Body Image

14 12 2011

As you know, I’m on prednisone right now. And I’ll be really honest. It makes me feel really crappy about myself.

I’ve always been uncomfortable with how I look, and prednisone makes me gain weight and makes my face puffy plus gives me more insecurities by making my moods crazy bad.

I went to a CCFA meet and greet yesterday and a woman there said after I mentioned I’m on prednisone, “Oh, I can see you have the moon face.”

What? Really? That’s something that I can see in myself but was hoping other people didn’t see. And that comment cemented this impression in my mind of a giant face. And being on prednisone makes me fixate on it more. It’s this terrible cycle of badness.

Today in class we had this really neat activity where the kids did a scavenger hunt around the school to discover facts about different countries. They wrote their facts down in a passport. As the teacher was explaining how to fill out the first page of the passport, including height at weight to make it feel more real, a girl raised her hand and said, “I don’t want to include my weight. That’s really private and makes me uncomfortable.”

It was that moment where it hit me how ridiculous I am being, and how ridiculous we allow our culture and our media to make us feel. This little girl, this seven year old, is already so uncomfortable with herself and her weight. And what everyone else sees is a smart, funny, talented little girl, and she doesn’t see that.

It is so easy for us to get distracted from all that we can offer and be bogged down with our faults. I see all the side effects from my medications and my mood swings and weight fluctuations. I see sometimes this ostomy that I have and all the baggage that my disease brings and I have a hard time remembering that I bring a lot to the table as well. That I am a good friend and a good teacher and that I put all of myself into my relationships with the people that I love.

I challenge you to think about all the ways you sell yourself short. I challenge you to think about all the things you have to offer. Remember that to others you are smart and funny and talented. Let’s work on making a culture of love and self-acceptance so seven-year-olds can love themselves the way they are.

Advertisements




Give a little bit

11 10 2010

I love feeling better, and I know that I feel better because of my ostomy. Therefore, I love my ostomy.

Sometimes if I think about it too much, I get weirded out still.

While at camp I met someone who had an ostomy and had it reversed. She showed me the tiny scar it left.

I’ll never have a scar like that.

It’s weird to think that this bag will be here for literally the rest of my life. That one surgery has changed the way my body works forever.

I’ve already forgotten how it feels to have to run to the bathroom. Although that’s a good thing, it still feels… weird.

I will never have to sneak a book in the bathroom again.

But I will never have a bare belly either.

Tradeoffs.





New ostomy

29 06 2010

Most of my friends had never heard of an ostomy when it came time for me to get one.

I had never met anyone with an ostomy before, and I had no idea how to even visualize it.  Would it smell? Would I be constantly aware of it?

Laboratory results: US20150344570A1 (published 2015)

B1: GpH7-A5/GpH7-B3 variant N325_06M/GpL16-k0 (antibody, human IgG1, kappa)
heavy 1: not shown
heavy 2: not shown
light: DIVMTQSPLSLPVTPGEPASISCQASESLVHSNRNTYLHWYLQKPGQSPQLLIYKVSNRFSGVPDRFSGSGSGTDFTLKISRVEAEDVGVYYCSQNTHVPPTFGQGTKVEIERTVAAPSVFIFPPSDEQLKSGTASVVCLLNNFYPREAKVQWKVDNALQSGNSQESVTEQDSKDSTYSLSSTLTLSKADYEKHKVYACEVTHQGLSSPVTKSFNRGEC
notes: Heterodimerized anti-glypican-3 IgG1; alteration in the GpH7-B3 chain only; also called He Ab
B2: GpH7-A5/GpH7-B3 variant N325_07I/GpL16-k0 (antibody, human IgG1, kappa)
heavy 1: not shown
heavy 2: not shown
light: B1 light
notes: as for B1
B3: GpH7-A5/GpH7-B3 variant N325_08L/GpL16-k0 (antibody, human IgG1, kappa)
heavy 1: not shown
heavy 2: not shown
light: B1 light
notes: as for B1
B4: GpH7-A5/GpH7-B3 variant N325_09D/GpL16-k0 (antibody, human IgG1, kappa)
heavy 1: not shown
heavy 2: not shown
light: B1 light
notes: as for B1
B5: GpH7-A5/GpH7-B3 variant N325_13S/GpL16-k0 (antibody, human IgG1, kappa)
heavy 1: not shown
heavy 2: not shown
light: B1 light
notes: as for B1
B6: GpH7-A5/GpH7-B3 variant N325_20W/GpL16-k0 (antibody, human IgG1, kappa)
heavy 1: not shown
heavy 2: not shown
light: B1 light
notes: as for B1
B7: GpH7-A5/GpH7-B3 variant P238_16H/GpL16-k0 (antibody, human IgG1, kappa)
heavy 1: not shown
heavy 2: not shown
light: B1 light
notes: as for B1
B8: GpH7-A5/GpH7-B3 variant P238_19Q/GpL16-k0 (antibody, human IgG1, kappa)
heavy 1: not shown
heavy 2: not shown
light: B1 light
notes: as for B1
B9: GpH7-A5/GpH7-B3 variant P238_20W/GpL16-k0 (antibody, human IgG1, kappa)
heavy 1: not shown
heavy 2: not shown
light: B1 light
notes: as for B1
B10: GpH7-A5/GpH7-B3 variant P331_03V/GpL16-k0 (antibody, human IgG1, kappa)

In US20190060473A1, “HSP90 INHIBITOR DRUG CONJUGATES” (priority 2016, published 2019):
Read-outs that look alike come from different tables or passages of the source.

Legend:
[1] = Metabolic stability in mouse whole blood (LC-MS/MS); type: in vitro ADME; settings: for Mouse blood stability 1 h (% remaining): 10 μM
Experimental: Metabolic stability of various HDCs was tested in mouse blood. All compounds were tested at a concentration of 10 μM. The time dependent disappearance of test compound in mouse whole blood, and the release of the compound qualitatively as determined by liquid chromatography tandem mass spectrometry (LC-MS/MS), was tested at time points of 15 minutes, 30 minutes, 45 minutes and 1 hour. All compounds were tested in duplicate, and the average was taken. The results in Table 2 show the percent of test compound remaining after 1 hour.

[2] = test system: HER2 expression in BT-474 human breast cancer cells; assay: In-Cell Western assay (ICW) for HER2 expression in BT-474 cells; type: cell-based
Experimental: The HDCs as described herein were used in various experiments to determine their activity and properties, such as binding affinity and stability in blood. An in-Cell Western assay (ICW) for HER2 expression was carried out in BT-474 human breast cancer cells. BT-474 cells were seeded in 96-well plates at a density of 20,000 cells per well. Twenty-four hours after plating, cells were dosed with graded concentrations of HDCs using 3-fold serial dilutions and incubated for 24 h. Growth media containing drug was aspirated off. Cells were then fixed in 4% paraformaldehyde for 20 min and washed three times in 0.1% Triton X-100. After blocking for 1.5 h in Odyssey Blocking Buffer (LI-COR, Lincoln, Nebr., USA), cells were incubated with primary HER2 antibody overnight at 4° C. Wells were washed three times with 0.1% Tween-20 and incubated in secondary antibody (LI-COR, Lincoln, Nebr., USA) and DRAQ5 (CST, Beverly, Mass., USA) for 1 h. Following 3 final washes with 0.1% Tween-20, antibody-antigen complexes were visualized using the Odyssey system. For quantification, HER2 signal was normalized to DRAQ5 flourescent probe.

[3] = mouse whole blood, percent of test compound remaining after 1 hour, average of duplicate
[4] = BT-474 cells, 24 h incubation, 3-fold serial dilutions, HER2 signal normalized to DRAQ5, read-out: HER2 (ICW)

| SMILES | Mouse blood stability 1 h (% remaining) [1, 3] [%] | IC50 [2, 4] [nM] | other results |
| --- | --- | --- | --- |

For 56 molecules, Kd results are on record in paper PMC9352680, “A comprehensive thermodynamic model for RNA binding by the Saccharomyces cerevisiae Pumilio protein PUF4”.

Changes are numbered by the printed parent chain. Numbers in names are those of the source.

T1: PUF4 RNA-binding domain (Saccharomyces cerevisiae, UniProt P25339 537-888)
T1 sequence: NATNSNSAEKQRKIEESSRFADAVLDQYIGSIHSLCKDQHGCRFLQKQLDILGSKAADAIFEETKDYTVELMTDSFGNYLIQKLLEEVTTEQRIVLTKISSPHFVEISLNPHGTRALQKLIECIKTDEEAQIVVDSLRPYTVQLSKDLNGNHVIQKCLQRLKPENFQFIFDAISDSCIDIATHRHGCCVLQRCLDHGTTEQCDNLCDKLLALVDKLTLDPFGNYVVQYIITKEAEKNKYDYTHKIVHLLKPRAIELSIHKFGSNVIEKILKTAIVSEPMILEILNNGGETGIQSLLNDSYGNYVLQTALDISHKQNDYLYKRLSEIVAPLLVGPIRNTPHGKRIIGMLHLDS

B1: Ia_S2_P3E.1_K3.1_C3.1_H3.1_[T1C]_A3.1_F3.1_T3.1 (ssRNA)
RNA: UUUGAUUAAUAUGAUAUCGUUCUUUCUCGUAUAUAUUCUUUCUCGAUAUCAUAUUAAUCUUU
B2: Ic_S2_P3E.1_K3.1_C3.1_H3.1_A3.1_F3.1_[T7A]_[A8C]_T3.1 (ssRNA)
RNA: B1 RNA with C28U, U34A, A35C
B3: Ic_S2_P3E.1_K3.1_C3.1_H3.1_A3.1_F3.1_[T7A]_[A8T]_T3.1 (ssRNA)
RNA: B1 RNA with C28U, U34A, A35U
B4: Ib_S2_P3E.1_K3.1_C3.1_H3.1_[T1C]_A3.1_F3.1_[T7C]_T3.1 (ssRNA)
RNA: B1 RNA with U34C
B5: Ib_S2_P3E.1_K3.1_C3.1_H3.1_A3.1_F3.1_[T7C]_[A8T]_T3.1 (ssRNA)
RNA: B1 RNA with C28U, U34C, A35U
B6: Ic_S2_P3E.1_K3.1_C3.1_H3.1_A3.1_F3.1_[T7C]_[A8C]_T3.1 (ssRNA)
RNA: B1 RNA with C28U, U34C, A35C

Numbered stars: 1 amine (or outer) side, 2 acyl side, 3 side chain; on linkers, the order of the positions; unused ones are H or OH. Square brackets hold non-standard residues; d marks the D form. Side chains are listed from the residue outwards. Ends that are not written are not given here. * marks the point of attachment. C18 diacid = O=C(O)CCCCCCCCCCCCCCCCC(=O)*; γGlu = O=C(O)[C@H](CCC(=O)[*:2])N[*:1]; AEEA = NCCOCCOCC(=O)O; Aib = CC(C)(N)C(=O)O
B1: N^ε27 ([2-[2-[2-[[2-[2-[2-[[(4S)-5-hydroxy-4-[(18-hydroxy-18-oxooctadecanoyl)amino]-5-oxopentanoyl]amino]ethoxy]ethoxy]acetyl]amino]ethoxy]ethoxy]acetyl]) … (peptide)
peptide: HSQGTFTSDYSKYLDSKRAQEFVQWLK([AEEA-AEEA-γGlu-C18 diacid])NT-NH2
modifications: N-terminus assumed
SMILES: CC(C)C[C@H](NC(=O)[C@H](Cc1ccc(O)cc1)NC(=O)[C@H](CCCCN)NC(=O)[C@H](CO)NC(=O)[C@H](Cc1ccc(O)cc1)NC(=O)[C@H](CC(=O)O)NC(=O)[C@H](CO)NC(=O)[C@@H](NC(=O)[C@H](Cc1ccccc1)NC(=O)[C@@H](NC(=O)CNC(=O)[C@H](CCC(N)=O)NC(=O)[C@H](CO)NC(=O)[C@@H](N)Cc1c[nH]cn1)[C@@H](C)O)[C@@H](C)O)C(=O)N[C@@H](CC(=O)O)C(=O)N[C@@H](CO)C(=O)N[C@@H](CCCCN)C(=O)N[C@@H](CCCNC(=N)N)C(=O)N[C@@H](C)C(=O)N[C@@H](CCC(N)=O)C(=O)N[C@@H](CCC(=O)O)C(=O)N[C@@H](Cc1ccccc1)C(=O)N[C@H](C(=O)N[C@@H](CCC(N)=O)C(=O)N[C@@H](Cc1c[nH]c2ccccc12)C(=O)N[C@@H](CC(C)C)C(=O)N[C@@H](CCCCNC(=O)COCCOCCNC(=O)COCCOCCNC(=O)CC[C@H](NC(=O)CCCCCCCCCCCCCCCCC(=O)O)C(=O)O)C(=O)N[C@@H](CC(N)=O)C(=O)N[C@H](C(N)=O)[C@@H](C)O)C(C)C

The thing is, you are comfortable with your body. At least to a point. You’ve seen yourself naked before. But when you have an ostomy, you’re never really naked unless you take your bag off (which I prefer not to do- it can get messy!)

The first couple of times I took a shower or changed my clothes I could barely look at myself because it was just so weird. It’s weird having something permanently on your body!

But after a while, I noticed it less and less. Now it doesn’t bother me. At all. I mean, occasionally I’ll look at myself in the mirror and think, “What would I look like WITHOUT this?” but my life has changed so much that I can’t get caught up on how I look.

Now, I just ordered a pouch cover TODAY! I’ve had my ostomy for over a year. I ordered ¬†THIS and will let you know how I like it!

When I first got out of the hospital I only had clear bags. For a while it made sense while my body was adjusting because I didn’t know what to look for and doctors kept asking me what my output looked like. But really? I don’t want to look at my crap all the time! Now I use an opaque bag, which is much better. My only problem is it’s kind of loud- sometimes it sounds like there is a plastic grocery bag stuffed in my pants. Kind of awkward? I’m hoping this pouch cover will muffle noise. If I like it I’ll make my own pattern to sew my own- there are so many fabric choices out there and most covers look like they are made for old people or two-year-olds.

The other big thing that helped with my ostomy was the right kind of underwear. Sounds crazy! But at first, the weight of the bag when it fills pulled on my belly, especially when I was sore right after surgery. This underwear has like a pocket in it which a) flattens your bag so it’s hidden well and b) supports it so the wear time on each wafer like, doubled for me. My all-time favorite underwear is here; it is super comfortable, actually looks cute, and works so well. Check out links to Vanilla Blush and Ostomy Secrets under my link section for tons of cute/reasonable options that increase comfort so much!

Basically ostomies are horrifying when you first start, but there are so many options out there that you can really embrace your body for the way that it is- bag and all!